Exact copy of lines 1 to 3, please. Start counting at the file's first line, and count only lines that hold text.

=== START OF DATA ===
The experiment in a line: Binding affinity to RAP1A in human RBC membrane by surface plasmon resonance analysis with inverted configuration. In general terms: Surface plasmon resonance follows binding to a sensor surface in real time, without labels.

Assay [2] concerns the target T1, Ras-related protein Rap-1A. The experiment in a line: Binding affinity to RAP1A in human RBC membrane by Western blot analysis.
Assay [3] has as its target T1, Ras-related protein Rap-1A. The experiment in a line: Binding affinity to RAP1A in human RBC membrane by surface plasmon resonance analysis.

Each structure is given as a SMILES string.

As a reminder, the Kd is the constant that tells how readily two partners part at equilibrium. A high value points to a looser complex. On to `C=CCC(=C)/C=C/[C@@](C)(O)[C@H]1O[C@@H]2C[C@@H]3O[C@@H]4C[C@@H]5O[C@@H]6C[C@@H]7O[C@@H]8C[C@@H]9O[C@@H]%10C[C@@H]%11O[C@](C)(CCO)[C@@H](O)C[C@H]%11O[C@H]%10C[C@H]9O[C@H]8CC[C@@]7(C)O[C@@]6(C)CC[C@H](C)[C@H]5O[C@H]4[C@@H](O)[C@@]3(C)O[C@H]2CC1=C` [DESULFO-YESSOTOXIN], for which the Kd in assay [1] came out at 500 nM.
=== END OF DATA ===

The experiment in a line: Binding affinity to RAP1A in human RBC membrane by surface plasmon resonance analysis with inverted configuration. In general terms: Surface plasmon resonance follows binding to a sensor surface in real time, without labels.

Assay [2] concerns the target T1, Ras-related protein Rap-1A. The experiment in a line: Binding affinity to RAP1A in human RBC membrane by Western blot analysis.
Assay [3] has as its target T1, Ras-related protein Rap-1A. The experiment in a line: Binding affinity to RAP1A in human RBC membrane by surface plasmon resonance analysis.